Record: 30-23. Change on last season: -1. Pace: 92-70.
Quote of the day: "I had a Buckner moment there." -- Conor Jackson
It's probably significant that rather more than half of the comments on the Gameday Thread today came in the ninth inning or later. Because, up until that point, this was a very solid, if somewhat unremarkable performance. Conor Jackson led our offense with three hits and four RBI, while Doug Davis made good use of three double-plays, which helped him escape some dangerous jams. We entered the ninth 5-1 up, with Valverde taking the mound, even though it wasn't a save situation.
As noted earlier today, Papa Grande was on a streak in which he had retired thirteen batters in a row and given us ten consecutive scoreless innings. Even discounting that, given simply the score, the Fangraphs chart was hugging the bottom line like a drunken sailor holding on to a lamp-post. From 1994-2006 (except 1999), the visitors had a four-run lead in the bottom of the ninth 1,629 times, and lost just nineteen of those games - a 98.8% win expectancy. So this one was surely in the bag. Uh-huh.
Except, it would appear that Jose Valverde did not get the memo, since he did almost everything in his power to get the Diamondbacks over to the 1.2% side. Putting two men on for Ryan Howard (is it just me, or does everyone else want to call him "Ron" too?) is bad enough. Striking him out, then allowing the three-run homer to some guy called Dobbs (whom I want to call, J.R. "Bob" Dobbs) is worse still. Then Pat Burrell, in an 0-for-17 slump, singles; and just when Valverde gets a ground ball for the third out, Conor Jackson decides to do his best impression of Bill Buckner, and lets the ball run through his legs to put the tying run on third.
At this point, Bob Melvin has seen enough, and goes out to remove Valverde, bringing in Brandon Lyon instead: probably a good thing, as I think I saw Doug Davis looking round the dugout for a tire-iron. Lyon faces the last guy off the Phillies bench - none other than Rod Barajas, who was reserve catcher for the Diamondbacks, back in 2003. Lyon runs the count full, and then Barajas uncorks one out to deep right-field, where a very grateful Carlos Quentin pockets it at the warning track. Doug Davis drops the blunt object, with which he'd been preparing to perform Tubular Bells on Papa Grande's head, and the team slinks back to their hotel in ignominious, ah, victory.
For if ever there was a demoralising, dispiriting, morale-sucking win, I think this probably was it. And that came after eight innings where Davis kept the top run-scoring team in the National League firmly under check [AZDarkKnight took me to task in the Gameday thread for calling the Phillies the best NL offense, when the Mets have better stats. But to me, offense = runs. They don't look at OPS when deciding who wins the games. :-)] The key was his curveball, which he kept throwing for strike one, setting up his cut fastball. The result: no walks, the first time this year he's allowed less than two.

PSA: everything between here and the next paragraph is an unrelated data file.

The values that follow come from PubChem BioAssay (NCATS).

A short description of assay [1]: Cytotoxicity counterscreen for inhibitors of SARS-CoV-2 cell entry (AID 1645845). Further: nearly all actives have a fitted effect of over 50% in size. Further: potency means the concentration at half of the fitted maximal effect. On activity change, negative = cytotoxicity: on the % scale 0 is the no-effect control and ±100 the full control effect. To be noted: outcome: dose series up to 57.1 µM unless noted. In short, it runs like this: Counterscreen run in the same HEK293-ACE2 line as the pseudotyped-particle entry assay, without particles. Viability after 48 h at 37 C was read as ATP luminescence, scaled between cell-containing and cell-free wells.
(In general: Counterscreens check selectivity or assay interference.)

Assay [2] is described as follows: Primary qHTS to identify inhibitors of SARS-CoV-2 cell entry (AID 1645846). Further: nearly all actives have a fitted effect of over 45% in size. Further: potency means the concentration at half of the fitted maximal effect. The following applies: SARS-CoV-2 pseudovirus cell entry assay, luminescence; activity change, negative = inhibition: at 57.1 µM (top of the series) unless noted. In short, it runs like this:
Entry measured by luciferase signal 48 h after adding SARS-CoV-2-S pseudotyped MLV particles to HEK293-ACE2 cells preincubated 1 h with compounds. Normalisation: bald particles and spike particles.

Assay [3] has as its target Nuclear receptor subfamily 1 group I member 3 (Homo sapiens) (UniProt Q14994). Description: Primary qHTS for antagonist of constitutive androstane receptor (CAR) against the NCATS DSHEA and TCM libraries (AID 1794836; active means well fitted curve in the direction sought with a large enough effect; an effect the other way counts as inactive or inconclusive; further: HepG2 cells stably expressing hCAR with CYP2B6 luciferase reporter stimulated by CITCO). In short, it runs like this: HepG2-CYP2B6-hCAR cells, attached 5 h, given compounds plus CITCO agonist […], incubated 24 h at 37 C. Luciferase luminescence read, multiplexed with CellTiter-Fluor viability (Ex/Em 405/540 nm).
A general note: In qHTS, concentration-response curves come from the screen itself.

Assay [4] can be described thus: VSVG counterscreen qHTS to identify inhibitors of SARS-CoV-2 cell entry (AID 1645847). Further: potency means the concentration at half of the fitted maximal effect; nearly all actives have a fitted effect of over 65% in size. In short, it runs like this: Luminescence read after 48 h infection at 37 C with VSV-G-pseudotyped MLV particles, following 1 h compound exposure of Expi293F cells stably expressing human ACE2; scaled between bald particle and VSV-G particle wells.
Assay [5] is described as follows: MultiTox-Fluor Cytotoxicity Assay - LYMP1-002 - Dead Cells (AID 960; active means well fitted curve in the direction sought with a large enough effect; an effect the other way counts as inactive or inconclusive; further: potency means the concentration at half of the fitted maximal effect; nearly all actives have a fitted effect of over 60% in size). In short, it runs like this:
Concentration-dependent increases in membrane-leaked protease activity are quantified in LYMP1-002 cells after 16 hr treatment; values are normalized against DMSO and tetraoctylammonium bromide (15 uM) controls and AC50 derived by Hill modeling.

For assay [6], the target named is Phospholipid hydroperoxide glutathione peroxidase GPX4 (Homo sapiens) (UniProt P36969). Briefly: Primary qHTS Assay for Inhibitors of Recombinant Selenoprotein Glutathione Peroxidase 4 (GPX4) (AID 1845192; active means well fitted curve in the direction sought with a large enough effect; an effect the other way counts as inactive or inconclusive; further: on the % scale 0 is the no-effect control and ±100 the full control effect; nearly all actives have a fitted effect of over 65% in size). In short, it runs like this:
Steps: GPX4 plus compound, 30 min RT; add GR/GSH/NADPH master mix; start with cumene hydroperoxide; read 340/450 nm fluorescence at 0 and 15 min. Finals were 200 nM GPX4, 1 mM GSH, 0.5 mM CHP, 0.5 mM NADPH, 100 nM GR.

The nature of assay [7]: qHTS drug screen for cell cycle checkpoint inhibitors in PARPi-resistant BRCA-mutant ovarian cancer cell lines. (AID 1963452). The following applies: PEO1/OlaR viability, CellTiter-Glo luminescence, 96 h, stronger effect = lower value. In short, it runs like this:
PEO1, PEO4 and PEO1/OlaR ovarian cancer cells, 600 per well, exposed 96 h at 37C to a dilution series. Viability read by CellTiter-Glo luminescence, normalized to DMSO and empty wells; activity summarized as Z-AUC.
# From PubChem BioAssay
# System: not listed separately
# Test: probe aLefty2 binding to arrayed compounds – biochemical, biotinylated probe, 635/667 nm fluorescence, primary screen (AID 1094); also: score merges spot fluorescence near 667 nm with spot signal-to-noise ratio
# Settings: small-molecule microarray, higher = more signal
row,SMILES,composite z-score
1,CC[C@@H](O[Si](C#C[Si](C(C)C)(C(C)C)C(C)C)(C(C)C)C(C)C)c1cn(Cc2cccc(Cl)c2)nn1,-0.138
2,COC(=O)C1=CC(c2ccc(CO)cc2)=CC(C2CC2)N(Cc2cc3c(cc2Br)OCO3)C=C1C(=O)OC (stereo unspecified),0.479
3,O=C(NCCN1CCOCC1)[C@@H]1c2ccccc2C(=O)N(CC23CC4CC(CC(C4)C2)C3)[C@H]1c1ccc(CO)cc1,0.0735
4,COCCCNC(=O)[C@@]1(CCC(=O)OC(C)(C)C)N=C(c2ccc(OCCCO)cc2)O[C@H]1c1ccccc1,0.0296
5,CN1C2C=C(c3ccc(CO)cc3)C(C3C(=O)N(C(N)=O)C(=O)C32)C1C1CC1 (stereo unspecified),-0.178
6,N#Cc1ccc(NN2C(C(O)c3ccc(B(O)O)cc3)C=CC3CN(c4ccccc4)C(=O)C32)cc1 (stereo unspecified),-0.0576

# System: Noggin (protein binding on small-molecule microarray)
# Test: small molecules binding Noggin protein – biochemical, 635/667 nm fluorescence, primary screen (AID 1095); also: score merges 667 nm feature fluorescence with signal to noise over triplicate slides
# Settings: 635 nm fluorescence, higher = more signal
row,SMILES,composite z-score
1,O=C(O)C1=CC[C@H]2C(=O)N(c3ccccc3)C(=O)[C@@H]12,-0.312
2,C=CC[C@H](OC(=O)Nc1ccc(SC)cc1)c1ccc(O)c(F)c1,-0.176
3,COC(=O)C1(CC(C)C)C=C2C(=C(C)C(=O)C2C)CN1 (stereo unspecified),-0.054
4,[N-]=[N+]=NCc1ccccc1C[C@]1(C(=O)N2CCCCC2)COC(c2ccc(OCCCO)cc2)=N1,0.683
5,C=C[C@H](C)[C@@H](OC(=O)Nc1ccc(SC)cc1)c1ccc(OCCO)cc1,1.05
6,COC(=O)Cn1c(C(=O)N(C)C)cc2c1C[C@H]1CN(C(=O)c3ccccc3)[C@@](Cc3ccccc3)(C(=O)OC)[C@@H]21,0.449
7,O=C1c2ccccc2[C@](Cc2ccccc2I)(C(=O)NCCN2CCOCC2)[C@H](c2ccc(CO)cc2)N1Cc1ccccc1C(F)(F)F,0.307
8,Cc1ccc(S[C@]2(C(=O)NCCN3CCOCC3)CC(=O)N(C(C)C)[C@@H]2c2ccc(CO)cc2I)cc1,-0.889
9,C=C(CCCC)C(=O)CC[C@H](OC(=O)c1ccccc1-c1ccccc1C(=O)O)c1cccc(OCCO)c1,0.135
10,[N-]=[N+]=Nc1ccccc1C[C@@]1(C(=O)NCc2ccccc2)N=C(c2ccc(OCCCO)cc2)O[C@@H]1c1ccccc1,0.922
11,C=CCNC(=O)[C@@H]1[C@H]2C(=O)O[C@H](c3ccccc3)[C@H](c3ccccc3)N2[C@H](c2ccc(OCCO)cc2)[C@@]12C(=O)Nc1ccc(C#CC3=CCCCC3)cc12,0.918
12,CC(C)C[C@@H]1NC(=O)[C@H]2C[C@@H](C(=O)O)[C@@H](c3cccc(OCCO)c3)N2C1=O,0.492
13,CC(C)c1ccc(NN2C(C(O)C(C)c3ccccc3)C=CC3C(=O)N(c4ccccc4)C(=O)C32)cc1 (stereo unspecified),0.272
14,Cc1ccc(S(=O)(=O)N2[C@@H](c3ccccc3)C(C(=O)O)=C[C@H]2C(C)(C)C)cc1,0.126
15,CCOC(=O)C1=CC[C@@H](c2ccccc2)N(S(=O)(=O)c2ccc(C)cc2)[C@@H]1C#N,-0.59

Not that there weren't moments. The Phillies had a man on third, one out in the first, but Davis got Utley swinging, then made reigning MVP Ryan Howard look very ordinary with a banana curve. Double-plays in the second, third and fifth innings also helped, none bigger than the last-named where they had the bases-loaded with one out. However, Garcia grounded weakly back to the mound, where a grateful Davis threw home for the force, then on to first to end the inning. The only damage was a solo shot by Howard to lead off the seventh, but this was followed by three groundouts to Reynolds, and Davis completed his night with a 1-2-3 eighth.
Hardly a great performance from the offense, outside of Jackson, anyway. After Byrnes got on to lead off the game, he drove the ball out of the park, for his third homer of the year. And after a walk to Clark and a bloop double by Byrnes in the ninth, he doubled in both men for a pair of very, very crucial insurance runs. He had three hits all told, and is now batting .329 for the month of May. Byrnes' two knocks got him up above .300 for the first time in over a month: he's hitting .337 (28-for-83) since May 5th. Reynolds and Snyder each reached safely twice, on a hit and a walk.
An active, if somewhat stressed-out, Gameday Thread: I trust all the participants are now lying down in dark rooms, breathing into paper-bags or whatever. Goose, unnamedDBacksfan, DiamondbacksWIn, smartsnake (welcome!), Muu, singaporedbacksfan, Frank, AZDarkKnight, Devin, Wimb, VIII, MisterTinDC, azdbacks51, soco and flyingdutchman were all there to "enjoy" the "fun". Just another one-run notch on the bedpost, really...
[Click graph to enlarge, in new window]
Master of his domain: Doug Davis, +41.3%
God-emperor of suck: Jose Valverde, -18.6%
The victory means that there's only one team in the National League with as many wins as Arizona: the Mets have 32 to our 30, though admittedly, the Dodgers and Padres have played three games less than the Diamondbacks, and the Braves two - all three teams have 29 wins. Still, better to have the W's in the bank, and it leaves us half a game back of the lead in the division, with everyone back in action tomorrow. And no, I haven't forgotten about the Fantasy Baseball report: it should get done tomorrow morning, so stay tuned for that.